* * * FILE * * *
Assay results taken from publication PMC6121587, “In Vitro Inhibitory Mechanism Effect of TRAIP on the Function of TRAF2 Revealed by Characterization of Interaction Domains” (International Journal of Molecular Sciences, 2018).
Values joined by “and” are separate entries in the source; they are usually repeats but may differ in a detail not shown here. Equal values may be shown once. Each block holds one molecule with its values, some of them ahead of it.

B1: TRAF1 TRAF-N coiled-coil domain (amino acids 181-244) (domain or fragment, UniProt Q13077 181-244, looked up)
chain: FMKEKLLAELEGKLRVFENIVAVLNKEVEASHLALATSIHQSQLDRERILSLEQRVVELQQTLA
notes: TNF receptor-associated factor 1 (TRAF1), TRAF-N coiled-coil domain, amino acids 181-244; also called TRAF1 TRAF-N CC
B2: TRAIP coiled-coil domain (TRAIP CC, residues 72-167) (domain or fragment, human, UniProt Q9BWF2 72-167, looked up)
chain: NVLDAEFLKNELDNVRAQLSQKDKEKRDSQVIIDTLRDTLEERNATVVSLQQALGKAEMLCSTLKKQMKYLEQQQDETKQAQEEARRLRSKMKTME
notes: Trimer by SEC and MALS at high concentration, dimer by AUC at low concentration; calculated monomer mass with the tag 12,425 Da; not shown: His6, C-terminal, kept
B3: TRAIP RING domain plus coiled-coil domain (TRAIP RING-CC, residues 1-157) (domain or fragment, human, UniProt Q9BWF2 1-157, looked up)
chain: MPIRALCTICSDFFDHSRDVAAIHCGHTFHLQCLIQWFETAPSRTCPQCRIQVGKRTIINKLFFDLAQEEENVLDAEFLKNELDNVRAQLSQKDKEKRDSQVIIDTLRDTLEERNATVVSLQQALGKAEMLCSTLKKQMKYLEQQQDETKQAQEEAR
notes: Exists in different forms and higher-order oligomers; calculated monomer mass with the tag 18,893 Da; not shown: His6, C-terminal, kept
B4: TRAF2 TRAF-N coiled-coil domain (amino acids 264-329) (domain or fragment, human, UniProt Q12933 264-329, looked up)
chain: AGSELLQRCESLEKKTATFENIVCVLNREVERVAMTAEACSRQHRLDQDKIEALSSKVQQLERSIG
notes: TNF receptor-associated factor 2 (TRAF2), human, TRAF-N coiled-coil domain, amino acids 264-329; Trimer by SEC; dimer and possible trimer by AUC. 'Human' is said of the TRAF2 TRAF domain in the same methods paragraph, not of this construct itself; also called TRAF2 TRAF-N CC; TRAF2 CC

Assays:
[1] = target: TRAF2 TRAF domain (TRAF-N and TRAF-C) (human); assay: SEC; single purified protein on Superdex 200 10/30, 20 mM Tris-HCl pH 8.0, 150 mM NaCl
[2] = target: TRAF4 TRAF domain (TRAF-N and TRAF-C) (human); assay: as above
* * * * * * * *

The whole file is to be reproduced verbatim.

Assay results taken from publication PMC6121587, “In Vitro Inhibitory Mechanism Effect of TRAIP on the Function of TRAF2 Revealed by Characterization of Interaction Domains” (International Journal of Molecular Sciences, 2018).
Values joined by “and” are separate entries in the source; they are usually repeats but may differ in a detail not shown here. Equal values may be shown once. Each block holds one molecule with its values, some of them ahead of it.

B1: TRAF1 TRAF-N coiled-coil domain (amino acids 181-244) (domain or fragment, UniProt Q13077 181-244, looked up)
chain: FMKEKLLAELEGKLRVFENIVAVLNKEVEASHLALATSIHQSQLDRERILSLEQRVVELQQTLA
notes: TNF receptor-associated factor 1 (TRAF1), TRAF-N coiled-coil domain, amino acids 181-244; also called TRAF1 TRAF-N CC
B2: TRAIP coiled-coil domain (TRAIP CC, residues 72-167) (domain or fragment, human, UniProt Q9BWF2 72-167, looked up)
chain: NVLDAEFLKNELDNVRAQLSQKDKEKRDSQVIIDTLRDTLEERNATVVSLQQALGKAEMLCSTLKKQMKYLEQQQDETKQAQEEARRLRSKMKTME
notes: Trimer by SEC and MALS at high concentration, dimer by AUC at low concentration; calculated monomer mass with the tag 12,425 Da; not shown: His6, C-terminal, kept
B3: TRAIP RING domain plus coiled-coil domain (TRAIP RING-CC, residues 1-157) (domain or fragment, human, UniProt Q9BWF2 1-157, looked up)
chain: MPIRALCTICSDFFDHSRDVAAIHCGHTFHLQCLIQWFETAPSRTCPQCRIQVGKRTIINKLFFDLAQEEENVLDAEFLKNELDNVRAQLSQKDKEKRDSQVIIDTLRDTLEERNATVVSLQQALGKAEMLCSTLKKQMKYLEQQQDETKQAQEEAR
notes: Exists in different forms and higher-order oligomers; calculated monomer mass with the tag 18,893 Da; not shown: His6, C-terminal, kept
B4: TRAF2 TRAF-N coiled-coil domain (amino acids 264-329) (domain or fragment, human, UniProt Q12933 264-329, looked up)
chain: AGSELLQRCESLEKKTATFENIVCVLNREVERVAMTAEACSRQHRLDQDKIEALSSKVQQLERSIG
notes: TNF receptor-associated factor 2 (TRAF2), human, TRAF-N coiled-coil domain, amino acids 264-329; Trimer by SEC; dimer and possible trimer by AUC. 'Human' is said of the TRAF2 TRAF domain in the same methods paragraph, not of this construct itself; also called TRAF2 TRAF-N CC; TRAF2 CC

Assays:
[1] = target: TRAF2 TRAF domain (TRAF-N and TRAF-C) (human); assay: SEC; single purified protein on Superdex 200 10/30, 20 mM Tris-HCl pH 8.0, 150 mM NaCl
[2] = target: TRAF4 TRAF domain (TRAF-N and TRAF-C) (human); assay: as above